Article Image

Patient Portals Are Great — Sometimes

Op-Med is a collection of original articles contributed by Doximity members.

Throughout my years working in health care, I have been able to experience a plethora of changes, some of which I really do feel are progress. For example, the ability to add a comment to my patient’s labs or test results is a way to keep patients in the loop and informed quickly. As a patient myself, I like being able to look at my results, and luckily I’m able to understand what they mean (and if not I have the resources to figure it out). That said, I have found that over the last couple of years, my experiences with the patient portal are increasingly negative, and in some cases, create more stress for patients while also taking time away from other patients.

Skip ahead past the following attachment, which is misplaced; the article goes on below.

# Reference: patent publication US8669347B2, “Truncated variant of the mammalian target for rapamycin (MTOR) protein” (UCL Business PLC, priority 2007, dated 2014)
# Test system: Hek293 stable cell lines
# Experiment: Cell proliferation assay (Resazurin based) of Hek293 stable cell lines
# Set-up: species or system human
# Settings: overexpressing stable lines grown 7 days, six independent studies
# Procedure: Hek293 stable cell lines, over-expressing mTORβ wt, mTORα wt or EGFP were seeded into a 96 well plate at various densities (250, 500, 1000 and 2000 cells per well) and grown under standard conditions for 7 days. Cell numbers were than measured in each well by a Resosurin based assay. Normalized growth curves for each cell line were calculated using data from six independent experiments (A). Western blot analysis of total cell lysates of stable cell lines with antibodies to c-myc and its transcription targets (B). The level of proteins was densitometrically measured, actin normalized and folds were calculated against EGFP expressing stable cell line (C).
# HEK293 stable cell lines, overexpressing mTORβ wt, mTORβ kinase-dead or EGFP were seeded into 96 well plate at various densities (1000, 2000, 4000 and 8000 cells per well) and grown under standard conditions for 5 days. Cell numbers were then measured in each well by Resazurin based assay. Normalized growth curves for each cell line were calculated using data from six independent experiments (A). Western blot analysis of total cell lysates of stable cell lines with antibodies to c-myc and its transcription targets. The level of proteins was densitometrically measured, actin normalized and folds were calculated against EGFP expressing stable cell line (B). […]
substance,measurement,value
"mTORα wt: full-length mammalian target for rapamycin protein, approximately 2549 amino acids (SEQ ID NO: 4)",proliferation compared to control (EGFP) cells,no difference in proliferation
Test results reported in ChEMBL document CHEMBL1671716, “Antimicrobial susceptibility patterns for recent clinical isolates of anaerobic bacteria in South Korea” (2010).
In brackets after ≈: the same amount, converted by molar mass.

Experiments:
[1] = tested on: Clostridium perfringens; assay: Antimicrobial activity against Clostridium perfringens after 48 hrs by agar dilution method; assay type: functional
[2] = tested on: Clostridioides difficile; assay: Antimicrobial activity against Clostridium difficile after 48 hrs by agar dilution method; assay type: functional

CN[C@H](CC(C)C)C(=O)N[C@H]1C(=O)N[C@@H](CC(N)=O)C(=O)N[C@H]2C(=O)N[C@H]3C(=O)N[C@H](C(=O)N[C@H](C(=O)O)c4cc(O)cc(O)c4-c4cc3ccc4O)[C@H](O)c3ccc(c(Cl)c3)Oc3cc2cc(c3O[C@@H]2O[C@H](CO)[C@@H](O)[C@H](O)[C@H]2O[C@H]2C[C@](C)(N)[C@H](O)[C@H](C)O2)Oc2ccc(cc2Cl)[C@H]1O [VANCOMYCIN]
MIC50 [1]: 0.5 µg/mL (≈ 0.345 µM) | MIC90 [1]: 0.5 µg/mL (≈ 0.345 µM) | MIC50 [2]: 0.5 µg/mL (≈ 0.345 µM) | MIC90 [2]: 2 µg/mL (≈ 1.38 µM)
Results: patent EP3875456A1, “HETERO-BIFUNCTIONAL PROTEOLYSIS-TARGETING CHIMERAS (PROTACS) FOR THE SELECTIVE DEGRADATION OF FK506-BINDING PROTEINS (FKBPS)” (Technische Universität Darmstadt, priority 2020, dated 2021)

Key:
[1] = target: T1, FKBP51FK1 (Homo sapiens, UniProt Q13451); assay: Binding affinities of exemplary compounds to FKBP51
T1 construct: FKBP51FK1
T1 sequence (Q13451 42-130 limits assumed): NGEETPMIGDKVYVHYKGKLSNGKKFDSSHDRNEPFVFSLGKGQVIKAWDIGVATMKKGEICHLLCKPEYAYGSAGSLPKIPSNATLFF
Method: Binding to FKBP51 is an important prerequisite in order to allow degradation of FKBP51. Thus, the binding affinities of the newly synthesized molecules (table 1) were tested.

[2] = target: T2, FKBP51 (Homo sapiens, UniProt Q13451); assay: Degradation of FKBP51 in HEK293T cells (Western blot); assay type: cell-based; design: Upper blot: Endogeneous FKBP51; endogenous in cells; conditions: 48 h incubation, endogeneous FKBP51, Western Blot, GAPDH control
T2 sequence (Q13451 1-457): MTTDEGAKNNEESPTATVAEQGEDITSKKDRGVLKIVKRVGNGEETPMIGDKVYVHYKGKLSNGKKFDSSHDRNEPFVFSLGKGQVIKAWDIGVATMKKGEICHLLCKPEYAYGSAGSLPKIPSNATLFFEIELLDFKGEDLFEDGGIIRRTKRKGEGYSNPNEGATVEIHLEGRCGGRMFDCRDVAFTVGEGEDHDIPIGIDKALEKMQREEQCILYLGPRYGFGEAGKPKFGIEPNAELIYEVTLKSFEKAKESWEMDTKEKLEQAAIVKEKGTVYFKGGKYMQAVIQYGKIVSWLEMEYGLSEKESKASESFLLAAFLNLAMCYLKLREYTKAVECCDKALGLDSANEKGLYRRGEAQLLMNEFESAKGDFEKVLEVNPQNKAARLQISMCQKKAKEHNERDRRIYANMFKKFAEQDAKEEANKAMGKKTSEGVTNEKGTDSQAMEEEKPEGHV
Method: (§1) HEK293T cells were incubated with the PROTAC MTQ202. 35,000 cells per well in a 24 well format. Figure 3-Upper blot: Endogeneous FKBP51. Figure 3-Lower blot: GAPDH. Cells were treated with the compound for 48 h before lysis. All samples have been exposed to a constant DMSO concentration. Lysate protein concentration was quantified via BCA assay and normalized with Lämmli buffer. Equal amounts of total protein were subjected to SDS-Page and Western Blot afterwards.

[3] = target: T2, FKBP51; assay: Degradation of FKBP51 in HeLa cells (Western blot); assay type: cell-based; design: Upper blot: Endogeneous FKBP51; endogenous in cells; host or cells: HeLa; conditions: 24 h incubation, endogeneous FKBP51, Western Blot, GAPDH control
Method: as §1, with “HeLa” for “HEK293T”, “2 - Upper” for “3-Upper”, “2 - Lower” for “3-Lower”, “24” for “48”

At my first job as an NP, we used paper charts, and most results were delivered in a clinic visit — unless something critical was found, and then results were delivered by phone to the patient. When I transitioned out of private practice into a larger teaching institution, the patient portal was starting to flourish. In my early practice, I had a lot more time and when a very long message came through, I had the time to formulate a thoughtful response. We are measured on our response time to messages so I tried to make it a priority in my day to address them as they came in, and I was able to keep up for a while. But as my patient panel grew, it was hard to get to all the portal messages when results needed to be reviewed and delivered to patients who don’t use the portal, patients needed to be seen, and notes needed to be closed in a timely manner. I’m still figuring out how to prioritize this.